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Dr Meleisa Ono-George

Brittenden Fellow in History

Introduction

I started my undergraduate degree in history, with a double minor in Caribbean Studies and Cultural Anthropology at the University of Toronto but left after a year to work in community organising and education. Following a six-year hiatus from university, which included traveling and working for several years in Japan, I completed my undergraduate degree and immediately pursued a master's in history at the University of Victoria, BC.  I was awarded the Social Science and Humanities Research Council Scholarship (SSHRC) to pursue a PhD, which I did at the University of Warwick. My dissertation focused on discourses and practices of sexual-economic exchange in Jamaica and Britain from the late eighteenth century to the late nineteenth century.  Following my PhD, I worked for a year as an Education and Outreach Officer at the Modern Records Office in Coventry before taking up a permanent position in 2016 as Senior Teaching Fellow and Director of Student Experience in the History Department at the University of Warwick.  In October 2021 I took up the position of Associate Professor and Brittenden Fellow in Black British History at the Queen's College.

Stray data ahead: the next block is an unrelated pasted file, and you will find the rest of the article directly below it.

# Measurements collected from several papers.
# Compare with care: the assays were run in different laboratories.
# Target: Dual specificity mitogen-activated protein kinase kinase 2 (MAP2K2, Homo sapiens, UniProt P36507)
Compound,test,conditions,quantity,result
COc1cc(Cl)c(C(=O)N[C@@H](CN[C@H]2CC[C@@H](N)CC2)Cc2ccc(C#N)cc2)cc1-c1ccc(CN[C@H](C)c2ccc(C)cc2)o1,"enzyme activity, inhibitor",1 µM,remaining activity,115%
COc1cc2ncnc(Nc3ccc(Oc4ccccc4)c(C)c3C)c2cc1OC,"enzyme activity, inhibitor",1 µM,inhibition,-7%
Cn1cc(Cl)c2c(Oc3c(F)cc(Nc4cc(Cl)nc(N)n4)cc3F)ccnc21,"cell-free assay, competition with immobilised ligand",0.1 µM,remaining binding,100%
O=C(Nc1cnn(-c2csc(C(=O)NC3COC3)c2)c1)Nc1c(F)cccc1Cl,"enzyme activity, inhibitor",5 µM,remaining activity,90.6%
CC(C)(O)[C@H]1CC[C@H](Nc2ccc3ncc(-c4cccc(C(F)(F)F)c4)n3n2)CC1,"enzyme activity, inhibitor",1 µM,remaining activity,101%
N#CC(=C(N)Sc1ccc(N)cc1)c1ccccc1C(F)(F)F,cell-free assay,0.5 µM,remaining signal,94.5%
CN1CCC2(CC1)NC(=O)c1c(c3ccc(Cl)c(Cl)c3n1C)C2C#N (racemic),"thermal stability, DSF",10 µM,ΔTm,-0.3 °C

Teaching

I teach modern British history to undergraduates in all years at Queen’s. I teach the History of British Isles papers, Approaches to History, and the option papers ‘Body and Emotions'. I am happy to supervise graduate work in a broad range of areas related to histories of race, gender and sexuality in Britain and the Anglo-Caribbean from the late eighteenth to early twentieth century.

Research

I am a social-cultural historian of race and gender, with a focus on Black women’s histories in Britain and the Anglo-Caribbean. I am interested in the everyday ways people oppressed within society negotiate and navigate structures of power and inequality, as well as the legacies and politics of writing such histories within contemporary society.

My current research focuses on the life of an Afro-Jamaican women in late eighteenth-century Jamaica and Britain and the archival remnants of her life. I am also currently developing a community-engaged project which looks at the history of Black mothering in Britain and the use of creative storytelling. Both projects draw upon my interest in community-engaged and Caribbean research methodologies.